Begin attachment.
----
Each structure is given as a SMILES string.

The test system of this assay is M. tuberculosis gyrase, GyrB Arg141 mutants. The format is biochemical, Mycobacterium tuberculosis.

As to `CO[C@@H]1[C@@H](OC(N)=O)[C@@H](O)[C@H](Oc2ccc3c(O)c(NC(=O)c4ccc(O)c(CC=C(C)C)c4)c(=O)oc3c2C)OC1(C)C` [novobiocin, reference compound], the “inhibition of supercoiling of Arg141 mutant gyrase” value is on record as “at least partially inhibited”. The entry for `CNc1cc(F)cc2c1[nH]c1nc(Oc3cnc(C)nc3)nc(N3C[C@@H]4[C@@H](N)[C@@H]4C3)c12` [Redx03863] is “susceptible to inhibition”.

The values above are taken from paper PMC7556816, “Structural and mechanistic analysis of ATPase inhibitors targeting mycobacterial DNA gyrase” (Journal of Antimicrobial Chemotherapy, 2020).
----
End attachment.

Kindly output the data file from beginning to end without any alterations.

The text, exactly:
Each structure is given as a SMILES string.

The test system of this assay is M. tuberculosis gyrase, GyrB Arg141 mutants. The format is biochemical, Mycobacterium tuberculosis.

As to `CO[C@@H]1[C@@H](OC(N)=O)[C@@H](O)[C@H](Oc2ccc3c(O)c(NC(=O)c4ccc(O)c(CC=C(C)C)c4)c(=O)oc3c2C)OC1(C)C` [novobiocin, reference compound], the “inhibition of supercoiling of Arg141 mutant gyrase” value is on record as “at least partially inhibited”. The entry for `CNc1cc(F)cc2c1[nH]c1nc(Oc3cnc(C)nc3)nc(N3C[C@@H]4[C@@H](N)[C@@H]4C3)c12` [Redx03863] is “susceptible to inhibition”.

The values above are taken from paper PMC7556816, “Structural and mechanistic analysis of ATPase inhibitors targeting mycobacterial DNA gyrase” (Journal of Antimicrobial Chemotherapy, 2020).